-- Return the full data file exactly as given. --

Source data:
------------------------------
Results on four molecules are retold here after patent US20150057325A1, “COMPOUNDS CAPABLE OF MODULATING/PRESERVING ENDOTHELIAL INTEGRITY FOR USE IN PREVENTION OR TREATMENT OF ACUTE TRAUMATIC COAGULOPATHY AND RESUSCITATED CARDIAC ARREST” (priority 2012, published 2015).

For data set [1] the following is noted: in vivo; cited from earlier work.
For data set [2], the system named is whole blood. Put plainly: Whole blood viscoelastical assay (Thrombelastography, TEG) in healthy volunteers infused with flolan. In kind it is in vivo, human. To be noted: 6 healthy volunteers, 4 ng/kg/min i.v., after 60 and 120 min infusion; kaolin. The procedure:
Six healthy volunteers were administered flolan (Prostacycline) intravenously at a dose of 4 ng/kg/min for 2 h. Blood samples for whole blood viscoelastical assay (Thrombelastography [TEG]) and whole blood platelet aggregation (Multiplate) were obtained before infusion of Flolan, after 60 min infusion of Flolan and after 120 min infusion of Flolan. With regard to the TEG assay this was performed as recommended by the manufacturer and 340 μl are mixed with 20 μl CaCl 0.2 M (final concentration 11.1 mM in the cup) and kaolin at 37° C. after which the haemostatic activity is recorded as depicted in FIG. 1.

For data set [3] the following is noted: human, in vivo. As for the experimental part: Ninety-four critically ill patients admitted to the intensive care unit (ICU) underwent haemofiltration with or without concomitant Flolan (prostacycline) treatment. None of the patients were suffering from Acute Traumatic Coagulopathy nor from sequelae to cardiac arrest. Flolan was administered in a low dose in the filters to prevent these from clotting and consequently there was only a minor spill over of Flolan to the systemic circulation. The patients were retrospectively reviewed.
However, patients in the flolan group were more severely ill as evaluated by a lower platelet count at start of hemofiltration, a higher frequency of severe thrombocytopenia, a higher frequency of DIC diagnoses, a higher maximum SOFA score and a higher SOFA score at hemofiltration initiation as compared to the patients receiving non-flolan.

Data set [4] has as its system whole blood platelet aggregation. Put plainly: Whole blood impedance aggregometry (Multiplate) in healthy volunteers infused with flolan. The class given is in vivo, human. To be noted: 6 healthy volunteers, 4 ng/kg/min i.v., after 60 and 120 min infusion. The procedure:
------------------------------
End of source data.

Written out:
Results on four molecules are retold here after patent US20150057325A1, “COMPOUNDS CAPABLE OF MODULATING/PRESERVING ENDOTHELIAL INTEGRITY FOR USE IN PREVENTION OR TREATMENT OF ACUTE TRAUMATIC COAGULOPATHY AND RESUSCITATED CARDIAC ARREST” (priority 2012, published 2015).

For data set [1] the following is noted: in vivo; cited from earlier work.
For data set [2], the system named is whole blood. Put plainly: Whole blood viscoelastical assay (Thrombelastography, TEG) in healthy volunteers infused with flolan. In kind it is in vivo, human. To be noted: 6 healthy volunteers, 4 ng/kg/min i.v., after 60 and 120 min infusion; kaolin. The procedure:
Six healthy volunteers were administered flolan (Prostacycline) intravenously at a dose of 4 ng/kg/min for 2 h. Blood samples for whole blood viscoelastical assay (Thrombelastography [TEG]) and whole blood platelet aggregation (Multiplate) were obtained before infusion of Flolan, after 60 min infusion of Flolan and after 120 min infusion of Flolan. With regard to the TEG assay this was performed as recommended by the manufacturer and 340 μl are mixed with 20 μl CaCl 0.2 M (final concentration 11.1 mM in the cup) and kaolin at 37° C. after which the haemostatic activity is recorded as depicted in FIG. 1.

For data set [3] the following is noted: human, in vivo. As for the experimental part: Ninety-four critically ill patients admitted to the intensive care unit (ICU) underwent haemofiltration with or without concomitant Flolan (prostacycline) treatment. None of the patients were suffering from Acute Traumatic Coagulopathy nor from sequelae to cardiac arrest. Flolan was administered in a low dose in the filters to prevent these from clotting and consequently there was only a minor spill over of Flolan to the systemic circulation. The patients were retrospectively reviewed.
However, patients in the flolan group were more severely ill as evaluated by a lower platelet count at start of hemofiltration, a higher frequency of severe thrombocytopenia, a higher frequency of DIC diagnoses, a higher maximum SOFA score and a higher SOFA score at hemofiltration initiation as compared to the patients receiving non-flolan.

Data set [4] has as its system whole blood platelet aggregation. Put plainly: Whole blood impedance aggregometry (Multiplate) in healthy volunteers infused with flolan. The class given is in vivo, human. To be noted: 6 healthy volunteers, 4 ng/kg/min i.v., after 60 and 120 min infusion. The procedure: